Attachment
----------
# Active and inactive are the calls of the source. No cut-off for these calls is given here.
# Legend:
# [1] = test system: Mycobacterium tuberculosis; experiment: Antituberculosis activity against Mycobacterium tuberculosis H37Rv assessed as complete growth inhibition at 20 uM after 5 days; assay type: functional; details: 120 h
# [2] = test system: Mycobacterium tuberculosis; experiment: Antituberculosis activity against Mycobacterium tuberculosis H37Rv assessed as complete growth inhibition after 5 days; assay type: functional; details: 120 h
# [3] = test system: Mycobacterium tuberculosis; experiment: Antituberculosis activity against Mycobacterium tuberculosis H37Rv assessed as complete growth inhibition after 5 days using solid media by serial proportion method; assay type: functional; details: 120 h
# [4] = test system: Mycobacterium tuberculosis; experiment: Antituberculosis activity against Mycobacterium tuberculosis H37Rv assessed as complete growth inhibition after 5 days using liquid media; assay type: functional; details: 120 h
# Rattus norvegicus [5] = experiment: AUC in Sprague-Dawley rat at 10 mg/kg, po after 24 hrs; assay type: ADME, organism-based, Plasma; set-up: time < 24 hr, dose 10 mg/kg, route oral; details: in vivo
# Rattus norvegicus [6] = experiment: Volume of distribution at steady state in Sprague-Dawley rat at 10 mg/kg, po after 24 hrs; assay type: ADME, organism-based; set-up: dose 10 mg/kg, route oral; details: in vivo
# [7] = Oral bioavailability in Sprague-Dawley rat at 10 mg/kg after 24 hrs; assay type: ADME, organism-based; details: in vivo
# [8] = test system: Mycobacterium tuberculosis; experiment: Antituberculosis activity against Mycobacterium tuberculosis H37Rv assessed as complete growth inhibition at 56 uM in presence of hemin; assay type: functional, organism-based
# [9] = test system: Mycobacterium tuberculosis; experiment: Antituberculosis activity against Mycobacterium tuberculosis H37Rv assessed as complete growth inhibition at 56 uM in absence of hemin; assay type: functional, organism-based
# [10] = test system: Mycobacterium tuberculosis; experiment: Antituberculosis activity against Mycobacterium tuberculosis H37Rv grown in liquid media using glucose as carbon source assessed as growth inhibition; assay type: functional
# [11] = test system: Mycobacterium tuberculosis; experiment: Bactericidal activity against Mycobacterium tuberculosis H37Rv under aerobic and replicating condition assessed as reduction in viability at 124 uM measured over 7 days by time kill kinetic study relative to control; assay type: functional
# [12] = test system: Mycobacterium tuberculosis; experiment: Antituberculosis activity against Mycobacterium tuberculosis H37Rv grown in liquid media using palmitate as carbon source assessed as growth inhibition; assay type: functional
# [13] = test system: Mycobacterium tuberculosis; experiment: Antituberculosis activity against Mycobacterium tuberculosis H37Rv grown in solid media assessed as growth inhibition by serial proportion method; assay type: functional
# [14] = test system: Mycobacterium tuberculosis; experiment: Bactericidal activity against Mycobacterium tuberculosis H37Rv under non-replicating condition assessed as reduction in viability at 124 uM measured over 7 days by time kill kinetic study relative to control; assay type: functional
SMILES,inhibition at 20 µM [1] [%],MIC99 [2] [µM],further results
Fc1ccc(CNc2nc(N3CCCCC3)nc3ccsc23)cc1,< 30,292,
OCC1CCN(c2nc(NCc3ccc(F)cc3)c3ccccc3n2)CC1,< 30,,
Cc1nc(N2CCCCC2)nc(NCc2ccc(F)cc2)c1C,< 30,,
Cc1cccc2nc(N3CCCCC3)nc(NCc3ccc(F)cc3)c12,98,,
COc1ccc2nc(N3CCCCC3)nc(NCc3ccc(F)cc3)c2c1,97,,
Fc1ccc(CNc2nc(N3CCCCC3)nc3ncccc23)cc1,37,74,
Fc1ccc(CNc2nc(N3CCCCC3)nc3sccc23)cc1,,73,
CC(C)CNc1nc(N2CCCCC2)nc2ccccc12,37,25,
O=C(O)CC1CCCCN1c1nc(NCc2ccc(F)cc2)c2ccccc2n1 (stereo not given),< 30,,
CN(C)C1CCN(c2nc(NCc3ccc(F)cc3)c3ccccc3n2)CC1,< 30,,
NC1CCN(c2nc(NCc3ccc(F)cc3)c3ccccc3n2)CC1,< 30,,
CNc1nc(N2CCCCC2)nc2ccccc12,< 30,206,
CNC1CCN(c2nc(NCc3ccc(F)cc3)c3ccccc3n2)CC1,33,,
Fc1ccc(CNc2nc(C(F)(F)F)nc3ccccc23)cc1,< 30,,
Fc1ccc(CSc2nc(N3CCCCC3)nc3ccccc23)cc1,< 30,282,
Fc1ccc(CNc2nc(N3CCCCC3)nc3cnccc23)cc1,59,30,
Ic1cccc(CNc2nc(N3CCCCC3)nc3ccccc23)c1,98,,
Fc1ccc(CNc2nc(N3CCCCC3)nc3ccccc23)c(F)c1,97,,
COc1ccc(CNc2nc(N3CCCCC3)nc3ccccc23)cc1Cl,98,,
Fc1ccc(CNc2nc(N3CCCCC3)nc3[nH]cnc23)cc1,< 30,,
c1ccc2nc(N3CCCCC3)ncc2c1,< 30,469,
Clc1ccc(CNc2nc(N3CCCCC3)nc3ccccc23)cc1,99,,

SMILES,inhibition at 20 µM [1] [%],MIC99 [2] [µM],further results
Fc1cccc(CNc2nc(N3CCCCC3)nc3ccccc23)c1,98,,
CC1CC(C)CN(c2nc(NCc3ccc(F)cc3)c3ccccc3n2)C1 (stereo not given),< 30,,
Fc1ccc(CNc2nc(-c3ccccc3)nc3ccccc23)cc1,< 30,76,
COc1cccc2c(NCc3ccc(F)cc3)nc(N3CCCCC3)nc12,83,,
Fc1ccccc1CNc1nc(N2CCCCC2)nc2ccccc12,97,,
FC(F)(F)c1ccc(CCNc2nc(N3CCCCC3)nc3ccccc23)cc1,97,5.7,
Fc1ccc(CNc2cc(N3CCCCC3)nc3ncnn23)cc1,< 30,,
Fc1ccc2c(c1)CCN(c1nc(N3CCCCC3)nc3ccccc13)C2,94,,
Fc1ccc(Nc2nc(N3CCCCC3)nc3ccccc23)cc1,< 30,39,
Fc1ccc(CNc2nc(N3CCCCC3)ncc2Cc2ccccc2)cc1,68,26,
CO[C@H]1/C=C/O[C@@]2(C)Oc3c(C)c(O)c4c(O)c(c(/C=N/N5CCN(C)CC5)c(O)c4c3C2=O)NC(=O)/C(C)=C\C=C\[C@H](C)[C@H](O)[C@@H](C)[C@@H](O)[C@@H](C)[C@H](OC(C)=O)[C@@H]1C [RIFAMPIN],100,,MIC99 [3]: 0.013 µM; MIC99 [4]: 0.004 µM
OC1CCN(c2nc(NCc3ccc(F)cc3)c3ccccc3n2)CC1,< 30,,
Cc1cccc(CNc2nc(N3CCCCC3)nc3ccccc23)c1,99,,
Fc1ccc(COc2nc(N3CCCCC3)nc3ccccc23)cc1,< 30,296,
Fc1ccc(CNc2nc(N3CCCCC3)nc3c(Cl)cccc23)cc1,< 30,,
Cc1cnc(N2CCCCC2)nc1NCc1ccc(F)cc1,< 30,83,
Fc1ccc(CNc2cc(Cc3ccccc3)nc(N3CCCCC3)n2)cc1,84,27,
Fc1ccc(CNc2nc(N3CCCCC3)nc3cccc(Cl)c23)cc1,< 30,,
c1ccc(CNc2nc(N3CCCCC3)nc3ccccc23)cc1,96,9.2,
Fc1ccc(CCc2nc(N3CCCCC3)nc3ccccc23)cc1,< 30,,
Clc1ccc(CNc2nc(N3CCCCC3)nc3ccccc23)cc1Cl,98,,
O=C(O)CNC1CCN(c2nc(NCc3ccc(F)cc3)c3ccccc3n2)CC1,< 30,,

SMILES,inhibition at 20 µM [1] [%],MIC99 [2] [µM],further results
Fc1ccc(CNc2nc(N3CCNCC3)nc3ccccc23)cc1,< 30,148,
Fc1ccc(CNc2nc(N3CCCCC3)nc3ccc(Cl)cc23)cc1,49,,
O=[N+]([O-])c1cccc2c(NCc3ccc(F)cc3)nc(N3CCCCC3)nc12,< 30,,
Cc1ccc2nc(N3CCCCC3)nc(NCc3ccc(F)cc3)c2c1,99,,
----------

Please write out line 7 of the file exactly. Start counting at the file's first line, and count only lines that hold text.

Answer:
# Rattus norvegicus [5] = experiment: AUC in Sprague-Dawley rat at 10 mg/kg, po after 24 hrs; assay type: ADME, organism-based, Plasma; set-up: time < 24 hr, dose 10 mg/kg, route oral; details: in vivo